WANT MORE? View the Shadow Puppet Lesson, which is focused on 3rd grade English Language Arts and Visual Arts. In the activity, students will create an original video that will highlight their own story, music, shadow puppets, and stage design. Students will begin by writing a short story in response to book or a prompt. They will consider mood through the creation of original music using found objects to accompany the short story. They will then explore line, shape, and contrast as they create shadow puppets and a stage. The performance can then be performed in front of an audience of other classes and parents or video recorded to share with others beyond the school community. This activity can me managed and modified to take under an hour or be spread over multiple class meetings.

Multidisciplinary connections:

Additional resources:

Modular Paper Sculpture

Inspired by the mathematical sculpture of George Hart, these paper sculptures consists of a series of flat two-dimensional shapes that hook together to create a three-dimensional form. This particular design is based on the Loomi Globe Lampshade, which can be connected in a variety of configurations.



Just like the BrushBot, this DrawingBot can alternate between stippling and beautiful thick strokes of lines to create fantastic drawings. Just let it rest against your hand and watch it create!






  • plastic base (cups and/or plastic containers)
  • scissors
  • vibrating motor (tiny pager motor)
  • 3v battery (CR2032 coin size)
  • drawing tools: pens, pencils, and/or markers
  • rubberband
  • tape
  • craft materials (pipe cleaners, foam strips, paper, etc.)


  1. Attach the motor to the battery (align + and – sides).
  2. Attach motor/battery combo to plastic base with rubberband.
  3. Attach drawing tools to make the base “stand up” on its own.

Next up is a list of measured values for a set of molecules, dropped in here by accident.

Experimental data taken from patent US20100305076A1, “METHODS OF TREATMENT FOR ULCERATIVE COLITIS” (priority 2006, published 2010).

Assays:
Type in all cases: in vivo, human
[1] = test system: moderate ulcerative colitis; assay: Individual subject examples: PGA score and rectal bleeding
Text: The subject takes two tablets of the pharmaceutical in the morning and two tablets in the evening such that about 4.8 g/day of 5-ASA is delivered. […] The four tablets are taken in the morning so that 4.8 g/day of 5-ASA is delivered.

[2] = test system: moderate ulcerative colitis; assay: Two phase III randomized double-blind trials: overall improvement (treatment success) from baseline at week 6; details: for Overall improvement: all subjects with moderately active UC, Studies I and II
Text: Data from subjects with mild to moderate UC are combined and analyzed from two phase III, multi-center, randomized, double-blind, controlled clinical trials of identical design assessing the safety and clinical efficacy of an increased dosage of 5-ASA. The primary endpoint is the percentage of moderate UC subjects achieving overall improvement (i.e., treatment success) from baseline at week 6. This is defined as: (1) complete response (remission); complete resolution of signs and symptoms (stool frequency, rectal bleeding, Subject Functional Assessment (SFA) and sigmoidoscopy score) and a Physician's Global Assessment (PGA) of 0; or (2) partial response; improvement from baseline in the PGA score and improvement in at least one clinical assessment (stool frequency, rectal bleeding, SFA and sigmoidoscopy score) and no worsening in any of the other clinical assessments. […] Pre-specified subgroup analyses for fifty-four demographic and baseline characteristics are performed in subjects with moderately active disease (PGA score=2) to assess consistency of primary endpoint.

4. Decorate the DrawingBot.


  • Observe the Drawingbots race inside a box.
  • Watch DrawingBots create art together.


  • What happens when you use a different type of base?
  • What other recyclable materials could you use for the base?
  • Can you create an on/off switch to save the battery?
  • What happens when you move the placement of the motor/battery?
  • How does the placement of the drawing tools impact its drawing?
  • How can you adjust the DrawingBot to draw circles? dots? straight lines? curves? dashes?



What do you get when you tape together a toothbrush head, a watch battery, and a cell phone motor? You get a brushbot that paints with a mind of it’s own. BrushBots are easy  and fun way to introduce kids of all ages to the fundamentals of simple electronics using inexpensive materials. With endless possibilities, what will you design your BrushBot to do?


  • toothbrush head (flat head works best)
  • scissors or pliers (have an adult help)
  • vibrating motor (tiny pager motor)
  • 3v battery (CR2032 coin size)
  • twist tie or rubberband
  • craft materials (pipe cleaners, foam strips, paper, etc.)


  1. Cut the toothbrush head with scissors or pliers.
  2. Attach the motor to the battery (align + and – sides).
  3. Attach motor/battery combo to brush with twist tie.
  4. Decorate the BrushBot.


  • Observe the Brushbots race.
  • Dip them in paint and watch BrushBots create art.
  • Tie a leash on them and take them for a walk.
  • Imagine where they would “live” and create them a habitat.


  • What happens if you add “legs?”
  • How can you control the path of the BrushBot?
  • Can you create an on/off switch to save the battery?
  • What happens when you use a different type of brush?


Family Engineering resources:
family-engineering-artistic-robots (PDF file in English and Spanish)